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Recognizing Suicide Warning Signs in Firefighters and EMTs

Recognizing Suicide Warning Signs in Firefighters and EMTs


Behavioral health is a key component of an overall firefighter health and wellness program. Unfortunately, it is a difficult subject to discuss – many factors affect a firefighter’s ability to understand when a fellow brother or sister is suffering, but that does not make it any less critical an issue.


By far, the number one comment by fire and EMS chiefs associated with departments that have suffered a loss is that they didn’t realize or recognize the warning signs that their member was displaying until after the loss had occurred.


The Firefighter Behavioral Health Alliance (FBHA) tracks and validates FF & EMT suicides in the United States. A key component is validation: Whether we receive a confidential report, text message, or phone call of a tragic event of a suicide, confidentiality is always maintained.

FBHA has traveled across North America presenting behavioral health workshops with an emphasis on suicide awareness. Our workshops focus on warning signs and actions to take when a brother or sister is in need of help, and I’d like to share them with you here:

Top 5 Warning Signs – Think “RAILS”

  1. Recklessness/Impulsiveness: These might be subtle signs such as purchasing guns when a person has always been against them. Riding a motorcycle recklessly or charging into burning buildings against policy or procedure.
  2. Anger: Suppressed anger or explosive anger from seemingly minor issues can be a dangerous sign. Displacement (directing one’s anger at someone else instead of the intended person) is often observed. Displacement is most often directed at a FF or EMT’s family.
  3. Isolation: becoming distant from their career company around the station or volunteer firefighters who don’t participate in drills or calls as much. Members might even display isolation around their family. They lose interest in family activities.
  4. Loss of Confidence in skills and abilities: Several FFs and EMTs have advised FBHA they lost confidence in their ability to get the job done due to concentrating on emotional or personal issues they were battling. A seasoned FF who can’t remember how put an engine in gear to pump is an example.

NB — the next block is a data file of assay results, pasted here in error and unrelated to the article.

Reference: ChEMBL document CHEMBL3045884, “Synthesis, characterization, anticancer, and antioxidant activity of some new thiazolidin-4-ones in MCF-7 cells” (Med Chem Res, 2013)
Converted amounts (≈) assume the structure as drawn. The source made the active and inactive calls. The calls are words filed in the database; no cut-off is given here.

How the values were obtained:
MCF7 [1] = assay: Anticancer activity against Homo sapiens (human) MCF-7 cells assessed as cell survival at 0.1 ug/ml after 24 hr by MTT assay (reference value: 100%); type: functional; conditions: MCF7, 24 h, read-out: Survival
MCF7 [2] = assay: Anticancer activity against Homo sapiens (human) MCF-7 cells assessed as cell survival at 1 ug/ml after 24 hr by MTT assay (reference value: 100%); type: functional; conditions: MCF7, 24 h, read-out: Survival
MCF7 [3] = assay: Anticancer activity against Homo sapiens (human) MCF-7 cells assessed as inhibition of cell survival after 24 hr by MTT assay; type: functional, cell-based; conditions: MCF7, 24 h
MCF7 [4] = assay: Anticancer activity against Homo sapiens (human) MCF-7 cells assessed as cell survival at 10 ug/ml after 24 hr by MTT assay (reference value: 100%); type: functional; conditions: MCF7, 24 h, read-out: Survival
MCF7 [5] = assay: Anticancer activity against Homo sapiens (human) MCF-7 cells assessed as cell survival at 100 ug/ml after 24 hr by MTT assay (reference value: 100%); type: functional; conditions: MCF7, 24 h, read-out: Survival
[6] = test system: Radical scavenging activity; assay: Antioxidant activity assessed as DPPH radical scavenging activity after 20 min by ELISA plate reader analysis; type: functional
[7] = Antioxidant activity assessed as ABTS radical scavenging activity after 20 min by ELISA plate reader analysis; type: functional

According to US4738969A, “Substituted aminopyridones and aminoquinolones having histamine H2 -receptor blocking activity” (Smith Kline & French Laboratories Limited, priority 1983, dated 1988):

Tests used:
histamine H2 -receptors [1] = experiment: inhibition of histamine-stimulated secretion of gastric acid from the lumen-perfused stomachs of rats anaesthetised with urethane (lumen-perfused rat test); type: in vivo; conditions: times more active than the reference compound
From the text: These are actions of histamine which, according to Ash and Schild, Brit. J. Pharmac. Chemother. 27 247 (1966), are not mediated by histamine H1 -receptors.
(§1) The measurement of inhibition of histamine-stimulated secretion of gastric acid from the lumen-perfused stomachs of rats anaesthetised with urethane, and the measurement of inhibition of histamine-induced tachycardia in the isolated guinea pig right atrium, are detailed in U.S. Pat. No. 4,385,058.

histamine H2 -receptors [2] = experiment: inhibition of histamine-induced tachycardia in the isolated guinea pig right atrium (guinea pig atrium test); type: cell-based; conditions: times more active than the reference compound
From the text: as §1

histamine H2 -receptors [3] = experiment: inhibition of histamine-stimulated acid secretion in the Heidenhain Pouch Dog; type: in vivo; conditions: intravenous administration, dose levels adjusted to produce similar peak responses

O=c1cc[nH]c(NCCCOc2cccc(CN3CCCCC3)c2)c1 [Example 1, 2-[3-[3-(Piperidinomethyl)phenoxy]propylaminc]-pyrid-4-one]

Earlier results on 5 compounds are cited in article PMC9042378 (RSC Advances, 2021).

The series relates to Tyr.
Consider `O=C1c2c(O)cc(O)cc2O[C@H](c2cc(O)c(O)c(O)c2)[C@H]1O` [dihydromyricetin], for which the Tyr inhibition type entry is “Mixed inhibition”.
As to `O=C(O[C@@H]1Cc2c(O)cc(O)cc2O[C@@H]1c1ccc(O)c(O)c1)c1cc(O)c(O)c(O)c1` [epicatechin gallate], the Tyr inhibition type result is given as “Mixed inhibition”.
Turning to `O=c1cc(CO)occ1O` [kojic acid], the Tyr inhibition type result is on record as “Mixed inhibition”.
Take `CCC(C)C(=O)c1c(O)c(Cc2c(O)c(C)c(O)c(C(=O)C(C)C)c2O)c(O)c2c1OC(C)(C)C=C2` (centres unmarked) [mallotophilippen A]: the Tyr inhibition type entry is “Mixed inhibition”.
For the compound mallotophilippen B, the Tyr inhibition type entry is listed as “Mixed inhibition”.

5. Sleep Deprivation: Loss of sleep can indicate stress, anxiety, PTS or several other emotional issues a member might be struggling with and not realize.



When you see someone struggling or just off their game, follow these recommendations as a starting point:

  1. Be Proactive; Be Direct: We do this when responding to emergencies. We need to take the same approach when our brothers or sisters appear to be struggling.
  2. Direct Questions: Remember these two questions if a member comes to you with suicidal ideations.
  • Do you feel like killing yourself now?
  • Do you have a plan?

A “yes” to either one of these questions means you need to engage your department procedures or protocols if in the firehouse. If outside of the department then they need help immediately. NEVER leave them alone!

  1. Compassion: The theme in our workshop is: Be Direct and be compassionate. Stay in the moment when talking to them. It is the most difficult type of conversation but always speak from the heart.
  2. Discretionary Time: If a member comes to you to talk about a difficult issue they are struggling with and you have never dealt with this type of issue, then let them know but also use discretionary time. Do not make statements just to fill a void. For example: I never realized you were struggling with this issue and I don’t have a lot of knowledge on this problem, but let me find out a little more about it and we will talk later. (If this is a crisis moment then do not leave member alone)
  3. Walk the Walk: The number of firefighters, officers and EMTs/paramedics who help their brothers or sisters out by taking them to AA classes or counselors cannot be overstated.  They sit outside and wait until the appointment is over. Taking care of our own goes well beyond the station or fire ground.


Posters and tip cards are available for your departments and personnel. Please contact Jeff Dill at for more information.

This article was written by a guest contributor, Jeff Dill. Jeff is the founder of Firefighter Behavioral Health Alliance - NPO (FBHA).  FBHA was established in 2011 to educate firefighters and fire officers on suicide awareness and prevention.  Dill holds a Masters Degree in counseling, is a Licensed Professional Counselor, and recently retired as a Captain from Palatine Rural Fire Protection District in Inverness, Illinois. He is a member of the American Counseling Association, National Board of Certified Counselors, International Association of Fire Chiefs, and a member of the International Association of Fire Fighters.  Jeff also sits on numerous committees including the Florian Program, IAFF, National Volunteer Fire Council, NFPA, as well as a consultant for the Western Massachusetts Fire Chiefs Coalition. 

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